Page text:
In that Virginia prison, Al-Arian was again subjugated to brutal and racist treatment by guards. To get a sense of the racism he faced, consider the words of Assistant U.S. Attorney Gordon Kromberg, the man who got Al-Arian shipped to Virginia, when Al-Arian requested the transfer not take place during the Muslim religious holidays of Ramadan: "If [Muslims] can kill each other during Ramadan, they can appear before the grand jury, all they can't do is eat before sunset. I believe Mr. Al-Arian's request is part of the attempted Islamization [sic] of the American Justice System."

But if the Feds thought Al-Arian would break under the pressure of these abominable conditions, they were wrong. Instead, he went on two hunger strikes to protest the charges against him and the conditions in prison. During the first hunger strike in 2007, he lost more than 50 pounds, and only called it off at the urging of his family.

He began a second hunger strike in April 2008, after another grand-jury subpoena was issued. As Al-Arian said in a statement released through his family at the time: "When the system is manipulated by the powerful and tolerates abuses against the minorities or the weak members of society, the government not only loses its moral authority and betrays future generations, but will also be condemned by history."

In 2008, Al-Arian was finally released on house arrest into his family's custody while awaiting trial. But since that time, he remained in a limbo--prosecutors refused to drop the case, but also refused to take it to trial. Perhaps the Justice Department was afraid of getting the same result as the original Florida trial, where jurors didn't blindly go along with the persecution of Al-Arian.

AL-ARIAN'S fearless activism inside prison and his supporters' activism outside played a key role in keeping his case in the national spotlight and drawing attention to how the Patriot Act has been used to persecute Muslims and Arab Americans, and criminalize dissent in general.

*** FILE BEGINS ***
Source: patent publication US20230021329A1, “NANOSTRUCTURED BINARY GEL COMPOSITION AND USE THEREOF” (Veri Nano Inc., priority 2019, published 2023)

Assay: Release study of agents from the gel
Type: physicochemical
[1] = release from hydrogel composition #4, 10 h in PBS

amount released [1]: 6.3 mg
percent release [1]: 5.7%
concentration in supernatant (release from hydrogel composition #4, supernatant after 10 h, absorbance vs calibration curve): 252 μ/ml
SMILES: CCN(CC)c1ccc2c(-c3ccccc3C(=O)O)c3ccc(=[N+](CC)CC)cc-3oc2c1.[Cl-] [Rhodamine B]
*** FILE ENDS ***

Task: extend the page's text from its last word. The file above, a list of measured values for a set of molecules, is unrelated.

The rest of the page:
Despite everything the Justice Department did to witch-hunt and vilify him, Al-Arian's case became a cause to support for tens of the thousands of people across the country. A solidarity campaign, led by the Al-Arian family and the Tampa Bay Coalition for Justice and Peace, helped to publicize the case from the start. With its release in 2007, activists organized screenings of the film USA vs. Al-Arian, which exposes the many flaws in the case against Al-Arian, the nightmare faced by his family, and the political motivations behind the Justice Department's attack.

The fact that the Justice Department has finally been forced to back down on its decades-long assault on Al-Arian represents an important defeat for the U.S. government's crusade to roll over the rights of Arabs and Muslims in the name of fighting a "war on terror." As Al-Arian's attorney Jonathan Turley wrote in a statement after the dismissal:

This case remains one of the most troubling chapters in this nation's crackdown after 9-11. Despite the jury verdict and the agreement reached to allow Dr. Al-Arian to leave the country, the Justice Department continued to fight for his incarceration and for a trial in this case. It will remain one of the most disturbing cases of my career in terms of the actions taken by our government.

Activists will have to keep their eyes on the case of Sami Al-Arian to make sure that justice is done. As the long history of this battle demonstrates, there are no limits that the federal government recognizes in its post-9/11 witch hunt. Fighting for Sami Al-Arian is a way to show our solidarity with the thousands of other Arabs and Muslim who have also been caught up in the snare of the racist U.S. "security" state.